But the Mariners soon mobbed Romero and his homer would eventually serve as the game-winning run in a 4-2 victory over the American League West-leading A's on Monday night.
"When everyone was quiet, I knew what they were doing," Romero said with a smile.
And what about that feeling of his first Major League dinger?
"Like a hot knife cutting through butter," Romero said. "That's the best way I could explain it."
Romero's homer was just one of the many highlights on the night for Seattle, which received a strong start from right-handed veteran Chris Young. He faced the minimum through three innings and bounced back from Brandon Moss' two-run homer in the fourth before the A's chased him from the mound after two batters reached with no outs in the seventh.
Young (2-0) allowed just two earned runs on three hits and two walks while striking out a pair, lowering his ERA to 3.03 on the year.
"It looks like he's throwing soft and the radar gun says he's throwing soft, but the way he pitches up and down, it makes it tough," Moss said. "It's so rare that you see something like that. ... I think it's his arm angle and his height. He's 6-foot-10 and he's throwing out of the sky."
Young also accomplished a bit of personal history, as he has now won consecutive starts for the first time since May 2009. The 34-year-old missed all of last season due to shoulder issues and hasn't made 30 starts in a season since '07, but he said he feels like he's regaining his form.
"Health-wise, yes," Young said. "Stuff-wise I'm not there and I don't know if I'll ever be; I've had three shoulder operations. There are some differences I'm seeing where I'm getting a little bit quicker contact which is allowing me to pitch deeper into games as compared to in the past when my stuff was a little bit better. I think that could be advantageous, but it's a long season."
Young also benefited from a Seattle lineup that jumped all over Kazmir in the early going.
Michael Saunders and Romero started off the game with consecutive hard-hit singles. Saunders eventually came around to score on Corey Hart's single to right field before Kyle Seager drove home Romero with a fielder's choice, giving Young a 2-0 lead before he even stepped on the mound.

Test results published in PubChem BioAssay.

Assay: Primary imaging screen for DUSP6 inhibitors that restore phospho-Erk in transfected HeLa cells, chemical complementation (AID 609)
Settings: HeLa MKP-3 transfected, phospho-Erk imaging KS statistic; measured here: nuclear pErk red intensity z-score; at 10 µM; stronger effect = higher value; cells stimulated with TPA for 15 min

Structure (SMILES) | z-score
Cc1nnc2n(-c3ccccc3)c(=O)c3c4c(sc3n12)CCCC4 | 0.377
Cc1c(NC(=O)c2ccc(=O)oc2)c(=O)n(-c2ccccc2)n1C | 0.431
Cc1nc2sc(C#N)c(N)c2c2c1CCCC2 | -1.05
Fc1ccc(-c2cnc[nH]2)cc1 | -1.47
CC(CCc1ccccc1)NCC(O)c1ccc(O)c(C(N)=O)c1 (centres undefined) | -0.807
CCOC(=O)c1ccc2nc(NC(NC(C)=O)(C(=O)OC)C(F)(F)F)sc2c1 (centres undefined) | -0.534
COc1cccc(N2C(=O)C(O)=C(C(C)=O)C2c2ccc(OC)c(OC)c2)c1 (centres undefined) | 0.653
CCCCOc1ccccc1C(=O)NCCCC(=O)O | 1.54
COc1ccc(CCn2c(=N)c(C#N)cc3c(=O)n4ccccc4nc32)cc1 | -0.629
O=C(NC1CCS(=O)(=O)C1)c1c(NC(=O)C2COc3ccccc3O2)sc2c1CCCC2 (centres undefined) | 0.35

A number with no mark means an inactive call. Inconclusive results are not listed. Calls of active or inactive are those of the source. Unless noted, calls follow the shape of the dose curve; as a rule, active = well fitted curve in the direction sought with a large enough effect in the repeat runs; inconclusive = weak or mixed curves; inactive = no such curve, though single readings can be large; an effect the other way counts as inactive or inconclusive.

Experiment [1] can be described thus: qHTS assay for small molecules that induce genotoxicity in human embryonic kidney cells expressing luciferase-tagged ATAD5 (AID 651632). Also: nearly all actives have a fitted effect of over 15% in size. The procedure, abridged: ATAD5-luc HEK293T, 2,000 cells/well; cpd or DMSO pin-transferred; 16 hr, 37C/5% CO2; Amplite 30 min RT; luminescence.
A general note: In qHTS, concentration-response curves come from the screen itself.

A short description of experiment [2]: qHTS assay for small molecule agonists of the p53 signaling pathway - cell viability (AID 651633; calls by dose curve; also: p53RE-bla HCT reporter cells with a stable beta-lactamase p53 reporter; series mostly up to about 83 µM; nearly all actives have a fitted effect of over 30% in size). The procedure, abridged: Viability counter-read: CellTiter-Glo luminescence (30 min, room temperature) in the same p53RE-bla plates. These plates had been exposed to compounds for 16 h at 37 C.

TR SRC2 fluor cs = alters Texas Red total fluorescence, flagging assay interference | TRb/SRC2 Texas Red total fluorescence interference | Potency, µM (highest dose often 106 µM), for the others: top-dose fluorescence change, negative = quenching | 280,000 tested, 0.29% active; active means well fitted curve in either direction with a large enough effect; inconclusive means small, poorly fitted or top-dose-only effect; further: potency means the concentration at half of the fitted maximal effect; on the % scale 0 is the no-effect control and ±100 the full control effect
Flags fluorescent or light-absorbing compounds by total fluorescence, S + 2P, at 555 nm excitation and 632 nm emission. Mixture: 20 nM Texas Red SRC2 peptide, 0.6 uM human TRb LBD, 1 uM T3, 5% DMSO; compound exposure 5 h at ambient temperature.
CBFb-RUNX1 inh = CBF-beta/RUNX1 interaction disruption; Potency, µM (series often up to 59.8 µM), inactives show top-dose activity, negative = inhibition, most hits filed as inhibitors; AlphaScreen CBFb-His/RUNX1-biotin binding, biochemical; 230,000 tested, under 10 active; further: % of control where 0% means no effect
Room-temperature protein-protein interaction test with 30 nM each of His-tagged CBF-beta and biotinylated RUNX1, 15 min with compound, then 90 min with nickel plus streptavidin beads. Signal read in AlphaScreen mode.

"I try not to get too wrapped up in the score," Young said. "But certainly when you have that lead you get a little more aggressive and you don't second guess yourself. You just try to stay aggressive and put the pressure on them."
Brad Miller drove in another run off Kazmir in the sixth when he lined a ball to left field and Moss appeared to lose it in the lights, allowing Cole Gillespie to score from second. The Mariners were able to hand Kazmir (4-1) his first loss after he gave up four runs on eight hits and two walks while striking out three.
It was a stark contrast to the Kazmir's past two outings against the Mariners dating back to last year, as he didn't allow an earned run in 14 innings during those appearances.
"We had better at-bats," Mariners manager Lloyd McClendon said. "He's a real good pitcher and he had his way with us the two outings in a row. I thought our guys were probably a little bit more determined tonight -- better at-bats and better approach and we were able to get his pitch count up a little bit."
Even though McClendon said struggling reliever Charlie Furbush wouldn't be used in high-pressure situations before Monday's game, the skipper called on Furbush after Josh Donaldson's single and Moss' walk started the seventh against Young. A day after giving up two runs on two hits without retiring a batter, Furbush induced a key 6-4-3 double play.
"I'm just sticking the course and believing in myself," Furbush said. "Just having that confidence that I'm all right, you know? Things aren't as bad as they may seem sometimes, so you've just got to do what you can to keep things simple and keep attacking."
Fernando Rodney struck out one in a perfect ninth inning to earn his eighth save in nine tries this season and third against the A's. With the victory, Seattle (15-15) moved its record 5-1 on the current road trip to the Bronx, Houston and Oakland.